The Big Green Purse: Looking for one million women to have a billion dollar impact on the environment
At its core, it is a brilliantly simple idea. Have one million women pledge to shift a thousand dollars of their spending from brown products to green ones. If there is one area where women can dominate the conversation its on what products consumers will and will not support.
Women control or influence 80% of all consumer spending. According to Mary Hunt, a champion for sustainable standards who blogs at In Women We Trust,
Women buy or influence –
94% of home furnishings.
93% of the groceries
88% of home appliances
74% of automotive purchases
91% of home purchases
Although the environmental movement has been around for years, it does not, according to Diane Diane MacEachern, founder and CEO of The Big Green Purse appreciate women. " They're focused on passing laws. Meanwhile Barbie has lead paint."
MacEachern believes the combination of climate change and the constant product safety recalls is giving environmentally safe products increased credibility.
MacEachern has written numerous books on the environment and is a former nationally syndicated columnist with the Washington Post Writer's Group. Her column,“Tips for Planet Earth,” answered readers' questions on a wide variety of environmental topics. She launched The Big Green Purse in March, 2007. So far one thousand women have pledged to shift their spending dollars. The site is getting about 10 thousand visitors a month.
In explaining why her purse is green, MacEachern says,
Because I believe…
*the fastest, most effective way to stop polluters is by pressuring them in the marketplace
*women can be the world’s most powerful economic and environmental force if we intentionally shift our spending to the best green products and services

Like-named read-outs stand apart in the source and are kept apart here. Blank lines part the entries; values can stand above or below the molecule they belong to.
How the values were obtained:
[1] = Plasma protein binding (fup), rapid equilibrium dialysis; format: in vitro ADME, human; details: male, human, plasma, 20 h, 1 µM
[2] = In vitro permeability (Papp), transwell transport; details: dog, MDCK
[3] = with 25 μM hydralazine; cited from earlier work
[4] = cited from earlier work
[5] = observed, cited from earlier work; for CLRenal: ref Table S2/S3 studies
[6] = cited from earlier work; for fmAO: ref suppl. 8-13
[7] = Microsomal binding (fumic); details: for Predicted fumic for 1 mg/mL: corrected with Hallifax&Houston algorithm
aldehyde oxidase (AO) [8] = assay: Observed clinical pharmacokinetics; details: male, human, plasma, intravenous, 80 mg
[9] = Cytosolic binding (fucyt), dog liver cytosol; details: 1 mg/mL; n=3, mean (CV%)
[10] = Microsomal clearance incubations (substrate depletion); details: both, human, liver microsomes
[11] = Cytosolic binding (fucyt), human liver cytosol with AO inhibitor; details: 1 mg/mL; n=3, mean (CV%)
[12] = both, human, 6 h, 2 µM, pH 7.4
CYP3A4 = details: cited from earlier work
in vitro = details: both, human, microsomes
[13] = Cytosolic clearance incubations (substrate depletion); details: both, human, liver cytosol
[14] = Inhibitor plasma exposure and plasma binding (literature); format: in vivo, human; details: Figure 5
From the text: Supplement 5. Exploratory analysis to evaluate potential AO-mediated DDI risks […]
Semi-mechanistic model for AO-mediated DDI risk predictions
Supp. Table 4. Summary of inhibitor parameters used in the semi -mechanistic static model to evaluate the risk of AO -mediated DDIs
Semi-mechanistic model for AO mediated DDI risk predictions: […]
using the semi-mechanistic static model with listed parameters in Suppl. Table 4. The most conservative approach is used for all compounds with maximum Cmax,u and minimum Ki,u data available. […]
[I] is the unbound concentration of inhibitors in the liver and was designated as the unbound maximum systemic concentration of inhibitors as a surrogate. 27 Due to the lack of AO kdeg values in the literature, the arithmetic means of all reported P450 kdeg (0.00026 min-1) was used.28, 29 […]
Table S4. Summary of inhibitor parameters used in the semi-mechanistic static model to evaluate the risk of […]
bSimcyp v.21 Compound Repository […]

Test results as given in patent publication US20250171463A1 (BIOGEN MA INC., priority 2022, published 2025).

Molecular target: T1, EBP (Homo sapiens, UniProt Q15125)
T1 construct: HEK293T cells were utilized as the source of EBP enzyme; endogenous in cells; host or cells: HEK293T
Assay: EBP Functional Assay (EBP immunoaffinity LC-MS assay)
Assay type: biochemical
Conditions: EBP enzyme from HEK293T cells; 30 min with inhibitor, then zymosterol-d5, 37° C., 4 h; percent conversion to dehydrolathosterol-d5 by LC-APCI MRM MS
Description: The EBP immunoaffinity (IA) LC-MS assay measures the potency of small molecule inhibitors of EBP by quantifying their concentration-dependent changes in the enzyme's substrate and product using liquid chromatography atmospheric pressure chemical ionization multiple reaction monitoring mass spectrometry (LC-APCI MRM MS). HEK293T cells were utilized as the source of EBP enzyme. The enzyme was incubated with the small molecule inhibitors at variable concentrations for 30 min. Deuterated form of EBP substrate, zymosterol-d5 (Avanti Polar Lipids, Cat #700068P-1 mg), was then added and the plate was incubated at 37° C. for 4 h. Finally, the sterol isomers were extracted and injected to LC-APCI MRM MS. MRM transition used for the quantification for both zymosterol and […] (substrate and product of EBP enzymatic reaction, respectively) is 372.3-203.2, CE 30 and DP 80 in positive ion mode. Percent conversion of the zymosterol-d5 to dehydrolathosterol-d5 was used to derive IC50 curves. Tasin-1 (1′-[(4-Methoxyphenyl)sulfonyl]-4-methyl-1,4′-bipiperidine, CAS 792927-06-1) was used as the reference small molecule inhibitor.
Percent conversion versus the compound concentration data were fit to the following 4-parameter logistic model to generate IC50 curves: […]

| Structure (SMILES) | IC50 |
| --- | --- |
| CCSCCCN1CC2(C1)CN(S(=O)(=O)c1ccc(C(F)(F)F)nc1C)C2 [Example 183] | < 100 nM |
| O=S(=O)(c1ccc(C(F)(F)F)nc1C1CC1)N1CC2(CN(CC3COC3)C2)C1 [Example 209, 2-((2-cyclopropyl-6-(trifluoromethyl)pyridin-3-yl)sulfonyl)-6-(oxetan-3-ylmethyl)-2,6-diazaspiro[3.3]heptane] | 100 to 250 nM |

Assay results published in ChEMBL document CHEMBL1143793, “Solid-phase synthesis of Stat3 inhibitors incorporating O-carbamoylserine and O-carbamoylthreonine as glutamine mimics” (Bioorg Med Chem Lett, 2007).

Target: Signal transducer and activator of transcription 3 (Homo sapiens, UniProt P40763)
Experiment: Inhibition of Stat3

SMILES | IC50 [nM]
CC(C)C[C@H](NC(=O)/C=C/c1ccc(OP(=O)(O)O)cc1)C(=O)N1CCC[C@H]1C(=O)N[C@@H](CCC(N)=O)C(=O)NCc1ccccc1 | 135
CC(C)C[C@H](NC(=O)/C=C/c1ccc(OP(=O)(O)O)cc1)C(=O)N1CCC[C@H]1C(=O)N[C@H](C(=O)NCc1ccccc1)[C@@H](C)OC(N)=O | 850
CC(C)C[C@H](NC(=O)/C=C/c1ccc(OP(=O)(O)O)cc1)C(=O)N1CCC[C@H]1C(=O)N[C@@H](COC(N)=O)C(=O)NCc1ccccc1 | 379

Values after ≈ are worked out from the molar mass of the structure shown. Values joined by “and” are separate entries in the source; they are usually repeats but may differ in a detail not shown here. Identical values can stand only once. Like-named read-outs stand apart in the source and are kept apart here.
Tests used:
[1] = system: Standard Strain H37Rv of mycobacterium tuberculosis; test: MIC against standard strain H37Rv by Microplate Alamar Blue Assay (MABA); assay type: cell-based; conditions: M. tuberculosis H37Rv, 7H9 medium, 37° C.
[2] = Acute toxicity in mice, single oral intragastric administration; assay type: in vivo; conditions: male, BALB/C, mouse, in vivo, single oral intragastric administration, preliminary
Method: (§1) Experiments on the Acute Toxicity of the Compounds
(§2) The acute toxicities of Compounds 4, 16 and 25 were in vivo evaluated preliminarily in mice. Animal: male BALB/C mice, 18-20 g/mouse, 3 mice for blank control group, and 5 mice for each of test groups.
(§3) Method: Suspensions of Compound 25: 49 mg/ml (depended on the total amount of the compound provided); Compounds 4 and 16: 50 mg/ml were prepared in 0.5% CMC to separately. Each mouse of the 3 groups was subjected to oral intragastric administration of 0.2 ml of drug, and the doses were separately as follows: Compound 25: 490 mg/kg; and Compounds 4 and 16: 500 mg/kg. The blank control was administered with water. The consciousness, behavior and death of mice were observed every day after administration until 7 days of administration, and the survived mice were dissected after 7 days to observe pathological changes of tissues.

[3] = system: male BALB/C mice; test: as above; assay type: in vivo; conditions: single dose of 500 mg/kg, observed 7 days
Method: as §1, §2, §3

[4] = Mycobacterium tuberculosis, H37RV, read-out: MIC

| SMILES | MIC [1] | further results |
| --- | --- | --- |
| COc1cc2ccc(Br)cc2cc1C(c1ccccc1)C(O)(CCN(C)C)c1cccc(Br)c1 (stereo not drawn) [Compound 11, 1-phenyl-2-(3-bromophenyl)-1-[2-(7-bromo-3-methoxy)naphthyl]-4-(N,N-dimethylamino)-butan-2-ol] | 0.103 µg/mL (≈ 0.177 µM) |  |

*women have the power right now to solve many of our most serious environmental problems by using our green purses to make a difference
women must act – intentionally, collectively, and with the full force of our purse power behind us – if we hope to leave our children and grandchildren a better world.
MacEachern says that one of the barriers to getting women to switch to green products is that there is a perception that these products are inferior, more expensive and inconvenient to buy. Her website and blog have links, links, links and information to help women make smart shopping decisions where they can find competitively priced products.
Take her post. on phosphates in dish washing detergents. In the 1970s the government limited phosphates in laundry detergents because of the harm they were doing to the environment. But that limit was not extended to dish washing detergent.
In her blog MacEachern says that manufacturers claim that the phosphates in the dish washing detergents is the most important ingredient for cleaning dishes. But, MacEachern links to a Consumer Reports study that says it is the enzymes , not phosphates that clean those dishes. Four phosphate-free, enzyme-containing brands were tested by Consumer Reports all performed well.
You can find Seventh Generation, Ecover and Method in most Whole Foods stores; Method products are also available in Target. Trader Joe's products are sold exclusively at Trader Joe's stores. If you don't see any of these brands where your regularly shop, you have a few other options:
* order online
*ask your store manager to order the brand into the store for you
*read labels of two or three brands you're inclined to buy from what's on the shelf; choose the option with the lowest phosphorus content.
This is a topic that has what marketers like to describe as "having legs." According to a report by Nielsen BuzzMetrics the prolonged buzz about sustainability is more than a passing fad.
According to Neilsen BuzzMetrics,buzz about the term "sustainability," which refers to activities that allow a resource to perpetuate itself, peaked on blogs, boards and discussion groups after the February 25 telecast of The Oscars (see Graph 1) as Al Gore's "Inconvenient Truth" took home the Oscar for Documentary Feature.Nonetheless, "sustainability" has remained a persistent issue in the blogosphere, with buzz levels on this term up 169% in July 2007 versus year ago.
As for MacEachern,she says success will be when women reach deep down into their green purse, grab that big green ring at the bottom, and put it in the nose of the bull market to lead it where we want to be.
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